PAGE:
You are not broken
By Hannah Hart
Mental health plays a huge role in the social experience, personal development, academic success, and overall well-being of every university student. For that reason, I want to talk about mental health on college campuses, and I want to talk about my experience being a university student with Generalized Anxiety Disorder. This is actually my second attempt writing this piece because the first time I tried, I wrote an incredibly impersonal overly wordy essay with APA cited facts about college mental health. Part of the reason behind that is that I’m a science student and it gets a little drilled into you. The other reason is that sitting down at my computer to write about mental health, knowing that someone might read it, is terrifying. One of the most important things to know is if you’re afraid to talk about mental health or mental illness, you’re not alone because writing this is raising my blood pressure. I am not a big fan of talking about my struggles with anyone, least of all strangers on the internet. However, the more time I spent at university, the more I realized how important it is that we do talk about mental health especially given that anxiety and depression rates among college students have greatly increased.
I have experienced firsthand the challenges of declining mental health in university. It takes a toll on your grades, your relationships and your quality of life. It took me a long time to find the resources on my campus and ask for help. Over the years, I became more comfortable with my reality and more comfortable with seeking out campus resources. I had to accept the fact that I needed to register with SAS because if I had a panic attack during an exam I needed to have the time to recover from that and still be able to complete my exam.
I have also observed the toll it takes on friends when an individual suffering from mental illness does not have access to or is unwilling to use available resources. As university students we are often very busy, sleep deprived and stressed individuals and we are by no means mental health professionals. I know that we all care deeply for our friends but the emotional and psychological toll it takes to provide professional level support for someone you care about is not something that the average university student is equipped to handle. I don’t know the best thing to say when someone I care for tells me that they are having suicidal thoughts. This causes concern for the person I care for but it also gives me a great deal of panic, and anxiety and makes it very difficult to go about day to day life.
It is very fortunate that McMaster has mental health resources on campus, available to students who are struggling. However, according to a 2013 National College Health Assessment, a third of all college students experienced depression that inhibited their ability to function. As well, approximately half of the students experienced extreme anxiety. McMaster University had 26,780 undergraduate students in the 2016-2017 academic year. Given that we are just beginning to have more open conversations about mental health and develop the much-needed student resources, there are currently not support systems in place to serve all the undergrads who are struggling with their mental health. Most recently I have had to wait a week to have a consultation appointment. When having an anxiety attack makes me wonder how I will get to the end of my day, it is discouraging to know that I won’t be able to talk to someone for three weeks. Unfortunately, because mental health is invisible, less understood, and carries a stigma, we don’t take mental health seriously enough. Since then I have had access to a counsellor once every 3 to 4 weeks. Today, I arrived at my appointment to find a note on the door, saying the counsellor had to leave unexpectedly. This is an unfortunate reality at all universities, which mirrors the lack of mental health resources for the general public in Canada and the United States. There are far more students who need support than there are professionals to provide it. While this is a challenging problem, the consequences are dire, and it needs to be recognized.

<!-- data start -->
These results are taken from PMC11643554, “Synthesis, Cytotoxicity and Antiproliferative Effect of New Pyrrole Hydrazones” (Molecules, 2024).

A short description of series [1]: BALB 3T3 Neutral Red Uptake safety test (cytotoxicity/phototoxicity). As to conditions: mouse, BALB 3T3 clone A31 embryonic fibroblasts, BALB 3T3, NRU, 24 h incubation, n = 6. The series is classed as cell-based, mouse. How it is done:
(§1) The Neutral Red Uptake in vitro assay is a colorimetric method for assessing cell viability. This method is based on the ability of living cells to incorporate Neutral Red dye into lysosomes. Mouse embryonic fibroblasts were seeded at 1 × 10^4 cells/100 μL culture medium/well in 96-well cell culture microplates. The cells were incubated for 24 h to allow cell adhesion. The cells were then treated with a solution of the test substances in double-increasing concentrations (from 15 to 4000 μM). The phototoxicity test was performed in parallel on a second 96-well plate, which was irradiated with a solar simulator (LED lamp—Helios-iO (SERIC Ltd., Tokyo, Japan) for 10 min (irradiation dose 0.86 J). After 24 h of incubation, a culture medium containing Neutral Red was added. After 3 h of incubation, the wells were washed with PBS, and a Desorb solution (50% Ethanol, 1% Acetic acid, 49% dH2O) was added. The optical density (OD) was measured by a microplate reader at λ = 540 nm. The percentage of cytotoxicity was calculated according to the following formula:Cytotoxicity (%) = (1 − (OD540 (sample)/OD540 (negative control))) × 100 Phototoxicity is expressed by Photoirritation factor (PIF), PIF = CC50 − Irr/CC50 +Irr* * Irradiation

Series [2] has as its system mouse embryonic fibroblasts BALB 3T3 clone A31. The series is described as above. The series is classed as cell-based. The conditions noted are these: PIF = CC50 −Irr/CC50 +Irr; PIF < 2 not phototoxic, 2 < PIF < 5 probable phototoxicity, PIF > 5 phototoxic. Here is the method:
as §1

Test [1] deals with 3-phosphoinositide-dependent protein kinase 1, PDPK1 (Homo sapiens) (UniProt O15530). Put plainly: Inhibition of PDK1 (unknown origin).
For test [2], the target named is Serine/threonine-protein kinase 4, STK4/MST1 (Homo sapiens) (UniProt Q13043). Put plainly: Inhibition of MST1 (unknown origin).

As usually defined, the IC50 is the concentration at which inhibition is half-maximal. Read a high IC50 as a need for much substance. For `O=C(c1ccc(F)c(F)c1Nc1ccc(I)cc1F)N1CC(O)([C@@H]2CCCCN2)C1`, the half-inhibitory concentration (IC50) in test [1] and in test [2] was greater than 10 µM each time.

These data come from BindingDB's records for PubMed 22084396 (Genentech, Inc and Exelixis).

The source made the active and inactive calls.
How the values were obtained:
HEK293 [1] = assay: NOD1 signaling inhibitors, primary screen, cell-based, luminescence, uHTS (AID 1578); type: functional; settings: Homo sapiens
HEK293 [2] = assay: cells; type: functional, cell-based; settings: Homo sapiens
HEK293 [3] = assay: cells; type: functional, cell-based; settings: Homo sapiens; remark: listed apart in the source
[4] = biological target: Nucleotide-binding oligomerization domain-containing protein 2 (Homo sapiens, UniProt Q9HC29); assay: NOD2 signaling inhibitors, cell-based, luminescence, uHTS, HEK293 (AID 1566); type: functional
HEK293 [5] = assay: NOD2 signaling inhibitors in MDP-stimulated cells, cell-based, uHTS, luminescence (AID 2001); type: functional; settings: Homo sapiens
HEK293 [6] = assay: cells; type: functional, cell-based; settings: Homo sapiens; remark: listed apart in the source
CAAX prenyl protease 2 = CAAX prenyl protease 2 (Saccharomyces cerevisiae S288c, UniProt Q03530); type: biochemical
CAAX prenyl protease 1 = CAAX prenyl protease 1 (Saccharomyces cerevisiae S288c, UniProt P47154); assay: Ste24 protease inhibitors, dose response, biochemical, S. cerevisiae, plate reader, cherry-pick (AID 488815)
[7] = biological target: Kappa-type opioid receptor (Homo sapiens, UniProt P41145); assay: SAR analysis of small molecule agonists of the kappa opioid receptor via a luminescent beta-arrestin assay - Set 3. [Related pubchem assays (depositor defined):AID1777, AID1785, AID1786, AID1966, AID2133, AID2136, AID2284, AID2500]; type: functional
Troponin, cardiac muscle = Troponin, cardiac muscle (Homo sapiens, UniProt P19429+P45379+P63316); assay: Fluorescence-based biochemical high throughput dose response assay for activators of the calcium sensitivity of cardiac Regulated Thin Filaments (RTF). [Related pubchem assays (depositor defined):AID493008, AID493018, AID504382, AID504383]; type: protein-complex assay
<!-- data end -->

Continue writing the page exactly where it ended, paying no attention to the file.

“I felt like something was broken inside of me that I needed to hide from the world”
For the thousands of students who are suffering from mental health issues in silence, and for the people who love them and are not equipped with the means to help them, we need to raise awareness and have a more open dialogue about mental health. If all students currently can’t access timely, one-on-one resources, then we need to at least reduce the level of isolation associated with mental illness. If I’m afraid to write these words and put them out into the world, how can we begin to be open about mental health? How can we expect people to seek out treatment when they feel like they have something to be ashamed of and something to hide? It would have been nice to know that a huge number of university students experience anxiety and depression, instead, I felt like something was broken inside of me that I needed to hide from the world. Knowing that you are not alone makes a difference, and students should be encouraged to get together and discuss these issues so that they can stop hiding in the dark. This will help people to find the courage and the support they need to ask for help. As more students seek the help they need, the universities will be more aware, and hopefully, will want to look for solutions, so that students can get appropriate professional help. In the meantime, we can be part of the dialogue to helps to end the stigma and brings people together for better understanding.